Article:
Redesigning our nation’s healthcare system is no small task, but we are destined to fail if we ask the wrong questions from the start. The right question should be, “How can we change the system to make healthcare more affordable?” It should not be, “How can we afford our current healthcare system?”
With that in mind, the American Health Care Act (AHCA)—the GOP drafted replacement of the Affordable Care Act (ACA)—mistakenly attempts to answer the question of how we can afford our current healthcare system. According to the recent score by the Congressional Budget Office, the reconciliation bill cannot do so without covering significantly fewer people (roughly 14 million fewer in the first year) and exposing older members of the individual market to higher premiums. This grim outlook should suggest that more is required than just redrawing the lines between who pays what for access to healthcare. We must, instead, innovate the business models in which we deliver care. Currently our healthcare system is bloated with inefficiencies and waste due in major part to complexity and poor integration between providers and payers, which drives up the overall cost of care. Only by redrawing the processes within our healthcare system can we truly make healthcare affordable for everyone.
How does the AHCA change healthcare?
In terms of the individual insurance market, the AHCA would change how we determine who pays higher health insurance premiums. An individual’s age would have a greater impact on their premium rate, whereas smoking status and geographic location would no longer affect one’s rate. Compared to the ACA, the size of the subsidy to help families afford individual market coverage is to a much lesser extent a product of income, and instead, determined in most part by age.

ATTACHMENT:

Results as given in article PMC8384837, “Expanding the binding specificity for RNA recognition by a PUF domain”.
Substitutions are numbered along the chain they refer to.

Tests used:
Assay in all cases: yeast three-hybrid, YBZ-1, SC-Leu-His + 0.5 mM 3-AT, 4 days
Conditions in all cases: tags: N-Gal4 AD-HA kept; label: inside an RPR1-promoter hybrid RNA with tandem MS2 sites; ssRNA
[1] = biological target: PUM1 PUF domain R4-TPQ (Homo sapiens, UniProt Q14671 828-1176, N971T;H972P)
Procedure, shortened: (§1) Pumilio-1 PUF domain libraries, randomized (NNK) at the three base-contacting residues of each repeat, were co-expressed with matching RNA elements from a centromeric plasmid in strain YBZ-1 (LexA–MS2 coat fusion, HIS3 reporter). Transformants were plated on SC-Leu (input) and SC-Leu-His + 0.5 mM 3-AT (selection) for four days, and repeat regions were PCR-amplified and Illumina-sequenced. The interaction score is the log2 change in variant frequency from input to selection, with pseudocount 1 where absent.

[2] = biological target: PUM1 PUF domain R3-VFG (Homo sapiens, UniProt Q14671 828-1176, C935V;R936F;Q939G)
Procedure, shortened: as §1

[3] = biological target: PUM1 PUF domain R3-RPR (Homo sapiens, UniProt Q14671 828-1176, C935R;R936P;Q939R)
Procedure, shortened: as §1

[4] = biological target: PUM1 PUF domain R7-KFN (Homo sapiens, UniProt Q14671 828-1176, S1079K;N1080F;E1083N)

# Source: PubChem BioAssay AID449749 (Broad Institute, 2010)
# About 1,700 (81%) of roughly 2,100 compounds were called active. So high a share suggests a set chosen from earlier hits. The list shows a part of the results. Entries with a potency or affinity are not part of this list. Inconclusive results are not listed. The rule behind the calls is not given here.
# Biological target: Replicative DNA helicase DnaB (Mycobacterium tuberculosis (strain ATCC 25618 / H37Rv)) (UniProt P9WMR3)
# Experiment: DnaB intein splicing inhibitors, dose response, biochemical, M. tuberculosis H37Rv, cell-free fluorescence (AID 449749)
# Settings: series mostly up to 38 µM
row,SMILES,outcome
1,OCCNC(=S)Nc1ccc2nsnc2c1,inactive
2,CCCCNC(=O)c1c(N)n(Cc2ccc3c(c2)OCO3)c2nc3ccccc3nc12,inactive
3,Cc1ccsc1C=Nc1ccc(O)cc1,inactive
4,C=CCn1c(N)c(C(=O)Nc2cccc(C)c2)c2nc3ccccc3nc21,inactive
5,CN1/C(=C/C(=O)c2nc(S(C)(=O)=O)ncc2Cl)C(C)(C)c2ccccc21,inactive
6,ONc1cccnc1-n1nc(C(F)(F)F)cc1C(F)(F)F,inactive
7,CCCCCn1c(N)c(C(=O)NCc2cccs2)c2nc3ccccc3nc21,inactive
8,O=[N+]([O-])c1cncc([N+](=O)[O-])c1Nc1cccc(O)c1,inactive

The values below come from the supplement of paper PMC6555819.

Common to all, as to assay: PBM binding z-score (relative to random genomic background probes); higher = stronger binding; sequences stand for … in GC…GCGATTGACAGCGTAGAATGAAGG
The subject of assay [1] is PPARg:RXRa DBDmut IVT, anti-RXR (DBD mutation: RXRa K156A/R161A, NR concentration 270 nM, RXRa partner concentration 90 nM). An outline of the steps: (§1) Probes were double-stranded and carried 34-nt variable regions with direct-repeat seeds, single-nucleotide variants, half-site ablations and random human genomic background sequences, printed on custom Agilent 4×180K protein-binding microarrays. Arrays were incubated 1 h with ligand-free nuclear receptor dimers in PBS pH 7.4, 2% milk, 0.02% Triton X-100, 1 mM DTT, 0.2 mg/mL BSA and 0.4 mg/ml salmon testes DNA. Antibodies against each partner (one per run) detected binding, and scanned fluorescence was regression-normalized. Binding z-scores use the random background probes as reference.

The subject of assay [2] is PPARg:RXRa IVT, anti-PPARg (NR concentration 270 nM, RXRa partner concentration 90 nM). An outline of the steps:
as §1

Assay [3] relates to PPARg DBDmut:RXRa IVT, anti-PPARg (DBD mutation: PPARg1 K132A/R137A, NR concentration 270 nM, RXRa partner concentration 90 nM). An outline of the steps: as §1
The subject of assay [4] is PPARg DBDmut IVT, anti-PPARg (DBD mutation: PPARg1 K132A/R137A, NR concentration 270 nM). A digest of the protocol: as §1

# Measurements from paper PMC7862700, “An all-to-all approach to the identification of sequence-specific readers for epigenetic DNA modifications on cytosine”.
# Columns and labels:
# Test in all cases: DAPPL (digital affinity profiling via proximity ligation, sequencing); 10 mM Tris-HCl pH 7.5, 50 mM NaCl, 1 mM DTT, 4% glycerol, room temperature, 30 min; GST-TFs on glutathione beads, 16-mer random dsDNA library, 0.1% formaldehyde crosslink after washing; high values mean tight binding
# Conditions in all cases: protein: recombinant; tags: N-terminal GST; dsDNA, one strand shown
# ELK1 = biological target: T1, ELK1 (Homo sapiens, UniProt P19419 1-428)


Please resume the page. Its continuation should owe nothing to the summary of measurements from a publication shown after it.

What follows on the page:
Starting in 2020, funding from the federal government into state Medicaid programs would be capped on a per-enrollee basis as opposed to funded on an open-ended basis, and states would have to account for a greater proportion of program costs over time. In an unusual move, the bill even goes so far as to detail whether lottery winners qualify for Medicaid (they don’t). For Americans hungry for change, such a focus on changing how our healthcare system is paid for and lowering the federal deficit may feel like a win. However, it only acts as a distraction, since it fails to address why healthcare is so costly in the first place.
How doesn’t the AHCA change healthcare?
Unlike the Affordable Care Act, the AHCA is not likely to directly impact the processes and broken business models that perpetuate higher costs within our healthcare system. The ACA addresses care delivery integration and innovation within our healthcare system with provisions that encourage the formation of Accountable Care Organizations (ACOs) and establishment of the CMS Innovation Center. These two initiatives reconsider how healthcare is delivered, in an effort to improve processes within our system and reduce waste and costs.
The AHCA, as written, does not alter these provisions. However, according to the former Administrator for CMS, Andy Slavitt, it is not likely that the country can focus on furthering healthcare delivery innovation and changing how we pay for our healthcare simultaneously. Thus, on top of exposing older enrollees to higher premiums and leaving millions of people uninsured, the AHCA may also end up distracting from the recent progress of those working to innovate care delivery models within our healthcare system to improve care and reduce costs.
Healthcare reform leaders should re-evaluate how the AHCA is attempting to make healthcare more affordable. The previous administration made some progress in encouraging innovation in care delivery by forging the ACO movement, outlining goals toward value-based care delivery, and passing MACRA. We’ve even seen examples of early success among systems disrupting their aged business models. The new administration would be wise to build on these efforts. While investing in innovation and care delivery integration may not gather the public notoriety of large scale coverage reform, it would address the underlying cause of high healthcare costs. The path to the right solution starts with first asking the right question.